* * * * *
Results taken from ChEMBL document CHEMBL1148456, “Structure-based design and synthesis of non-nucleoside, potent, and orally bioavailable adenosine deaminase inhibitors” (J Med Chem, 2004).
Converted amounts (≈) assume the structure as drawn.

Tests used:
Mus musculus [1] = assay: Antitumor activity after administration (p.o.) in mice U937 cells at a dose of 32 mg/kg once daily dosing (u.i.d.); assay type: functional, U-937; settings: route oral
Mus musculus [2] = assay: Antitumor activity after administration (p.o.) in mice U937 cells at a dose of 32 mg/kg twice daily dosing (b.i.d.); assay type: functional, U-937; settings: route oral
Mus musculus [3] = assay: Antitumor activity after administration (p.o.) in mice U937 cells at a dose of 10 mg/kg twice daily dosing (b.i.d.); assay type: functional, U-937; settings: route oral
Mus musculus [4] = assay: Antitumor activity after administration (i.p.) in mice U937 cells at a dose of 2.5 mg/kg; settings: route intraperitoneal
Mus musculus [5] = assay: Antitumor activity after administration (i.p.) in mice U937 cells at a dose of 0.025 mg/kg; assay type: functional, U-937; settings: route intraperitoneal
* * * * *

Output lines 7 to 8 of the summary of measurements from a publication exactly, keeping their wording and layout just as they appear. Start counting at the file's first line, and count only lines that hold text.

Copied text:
Mus musculus [4] = assay: Antitumor activity after administration (i.p.) in mice U937 cells at a dose of 2.5 mg/kg; settings: route intraperitoneal
Mus musculus [5] = assay: Antitumor activity after administration (i.p.) in mice U937 cells at a dose of 0.025 mg/kg; assay type: functional, U-937; settings: route intraperitoneal